The story goes that a thief was being chased down the street after stealing a transistor radio in Oyingbo market. The crowd was in hot pursuit and cries of “Ole! Ole! Thief!” filled the air. Suddenly, a tyre rim whistled past his ear, narrowly missing his head by inches. He stopped dead in his tracks. He looked at the rim and he looked at the radio in his hands. He then turned towards the crowd incredulously, as he placed the radio on the ground: “Kini a gbe, kini e ju (what did I steal, what are you throwing)? Just because of this small transistor radio, you people are throwing tyre rims at me. What if it had been a television? You would have thrown a car, abi? You should be ashamed of yourselves, wicked people”
The above anecdote captures the outcry that followed the Lagos State Government’s auctioning of the forfeited vehicles of some offenders who broke the State Traffic laws on driving against the flow of traffic, or as is more commonly known, ‘driving one way’. The consensus is that the punishment was excessive. The fact though is that they are just like the thief in the story above who could only see the magnitude of his offence from the narrow perspective of ‘a small transistor radio’. He could not see the bigger picture. He was unable to understand that by stealing the radio, he was depriving the whole of that section of the market access to information and entertainment. He could not see that lack of access to information could result in life-threatening situations for the market people, and even their customers. Depriving them of the opportunity to listen to the soothing music of Ayinla Omowura could heighten stress levels with its attendant consequences. All he cared about was the N500 he was going to get from selling the radio. Very much like our political leaders who steal the commonwealth without a thought for the dire consequences to the entire Local Government, State, or Country.
Those condemning the action of the government for carrying out the sanctions according to the law do not understand (or they deliberately ignore) the full implications of the possible consequences of the offence. This brings to mind the loss of a wonderful aburo in 1995. Bayo was a perfect gentleman. Gentle, polite, and hardworking, he was the first son of his widowed mother and a beacon of hope for his siblings. He had recently graduated from the University of Lagos with a degree in Mathematics, a subject he taught in one of the secondary schools around Akoka. As he walked home from work that fateful late afternoon, he was probably contemplating the lesson he was going to take during Bible study that evening as he was also a devout Christian. Whatever he might have had on his mind, he never knew what hit him. He never heard the ‘danfo’ bearing down the wrong side of the road until it hit him from behind. The impact killed him almost immediately. The driver, a drugged-out juvenile, attempted to escape but he was caught and almost lynched.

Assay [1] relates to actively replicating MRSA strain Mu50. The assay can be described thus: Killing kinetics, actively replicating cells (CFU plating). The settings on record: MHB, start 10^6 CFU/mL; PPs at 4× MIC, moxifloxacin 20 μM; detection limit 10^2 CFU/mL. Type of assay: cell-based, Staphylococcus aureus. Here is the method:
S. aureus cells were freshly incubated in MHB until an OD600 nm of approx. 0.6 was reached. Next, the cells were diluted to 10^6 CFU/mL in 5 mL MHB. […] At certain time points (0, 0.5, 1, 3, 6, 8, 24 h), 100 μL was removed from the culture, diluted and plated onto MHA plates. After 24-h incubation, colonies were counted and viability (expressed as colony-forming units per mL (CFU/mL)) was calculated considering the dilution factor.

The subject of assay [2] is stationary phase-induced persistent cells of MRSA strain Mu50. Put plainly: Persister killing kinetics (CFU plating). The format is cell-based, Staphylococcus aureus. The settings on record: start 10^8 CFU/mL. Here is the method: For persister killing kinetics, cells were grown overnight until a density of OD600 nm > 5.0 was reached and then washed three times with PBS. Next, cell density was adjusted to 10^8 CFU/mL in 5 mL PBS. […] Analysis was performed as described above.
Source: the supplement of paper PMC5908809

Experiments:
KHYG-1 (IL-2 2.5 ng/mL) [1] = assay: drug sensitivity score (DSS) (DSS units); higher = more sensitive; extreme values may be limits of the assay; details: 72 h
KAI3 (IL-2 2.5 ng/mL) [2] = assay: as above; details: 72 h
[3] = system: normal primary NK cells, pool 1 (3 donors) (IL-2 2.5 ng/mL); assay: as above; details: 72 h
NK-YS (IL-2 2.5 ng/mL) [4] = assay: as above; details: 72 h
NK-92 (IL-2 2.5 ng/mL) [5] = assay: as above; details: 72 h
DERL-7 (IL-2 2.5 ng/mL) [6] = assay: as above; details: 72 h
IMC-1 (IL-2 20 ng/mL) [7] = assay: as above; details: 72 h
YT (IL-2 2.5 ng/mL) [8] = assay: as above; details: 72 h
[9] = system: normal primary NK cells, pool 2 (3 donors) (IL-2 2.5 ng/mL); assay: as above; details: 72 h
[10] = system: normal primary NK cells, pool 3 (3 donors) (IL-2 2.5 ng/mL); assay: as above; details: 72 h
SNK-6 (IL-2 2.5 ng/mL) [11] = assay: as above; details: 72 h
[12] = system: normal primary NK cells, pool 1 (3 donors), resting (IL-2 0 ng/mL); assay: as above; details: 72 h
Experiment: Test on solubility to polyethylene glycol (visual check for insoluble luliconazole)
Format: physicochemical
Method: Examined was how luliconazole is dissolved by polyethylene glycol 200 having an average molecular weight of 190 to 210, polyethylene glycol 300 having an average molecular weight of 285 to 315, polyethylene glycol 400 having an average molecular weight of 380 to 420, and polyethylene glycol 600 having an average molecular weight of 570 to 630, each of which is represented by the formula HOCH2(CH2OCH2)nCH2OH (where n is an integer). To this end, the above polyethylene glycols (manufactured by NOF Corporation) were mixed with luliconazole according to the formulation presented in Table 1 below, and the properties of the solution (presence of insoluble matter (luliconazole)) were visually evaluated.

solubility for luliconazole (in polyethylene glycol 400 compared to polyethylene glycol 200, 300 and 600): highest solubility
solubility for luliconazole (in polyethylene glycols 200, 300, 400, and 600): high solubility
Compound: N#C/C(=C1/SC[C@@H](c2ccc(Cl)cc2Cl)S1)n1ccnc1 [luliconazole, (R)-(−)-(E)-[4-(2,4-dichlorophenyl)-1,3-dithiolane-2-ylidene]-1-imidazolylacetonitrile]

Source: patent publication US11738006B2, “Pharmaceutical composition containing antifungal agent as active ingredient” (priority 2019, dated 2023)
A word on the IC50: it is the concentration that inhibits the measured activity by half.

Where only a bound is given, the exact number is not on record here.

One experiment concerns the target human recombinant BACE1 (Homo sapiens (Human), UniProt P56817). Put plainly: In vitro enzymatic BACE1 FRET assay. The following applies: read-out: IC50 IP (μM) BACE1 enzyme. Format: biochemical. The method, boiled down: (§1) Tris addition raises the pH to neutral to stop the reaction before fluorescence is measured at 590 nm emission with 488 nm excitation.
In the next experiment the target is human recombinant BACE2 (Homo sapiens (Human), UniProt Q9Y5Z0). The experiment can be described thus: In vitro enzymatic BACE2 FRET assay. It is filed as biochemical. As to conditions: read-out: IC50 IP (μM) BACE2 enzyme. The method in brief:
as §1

I can understand the offenders and uninformed commentators looking at the sanction only from the point of view of the offenders. After all, nobody ever thinks that they are going to kill somebody just because they drove on the wrong side of the road or ran traffic lights to save time. What is the worst that could happen? Well, maybe they will cause the traffic situation to worsen a little, but that is the problem of those coming behind, isn’t it? It is almost impossible to think that your one singular wrong decision could lead to a gridlock that could paralyze the entire State for hours. We never think of the long game when we do these things. The person that adulterates drugs or fakes electric cables does not think of the lives that could be lost through his actions. He is only trying to make money. He never planned to kill anyone. The fact that the victim of his drug-adulterating business could be his relative or that it could be his brother’s house that gets set on fire through his fake electrical wire is blocked out of his consciousness. The political leader who embezzles money meant for roads does not think he will suffer the consequences of the bad road. He has his big Jeep and lives on ‘the Island’. The day his son goes to ‘the Mainland’ for a party and runs into a pothole that causes an accident which leads to his death, the man starts lamenting that the enemies have done their worst.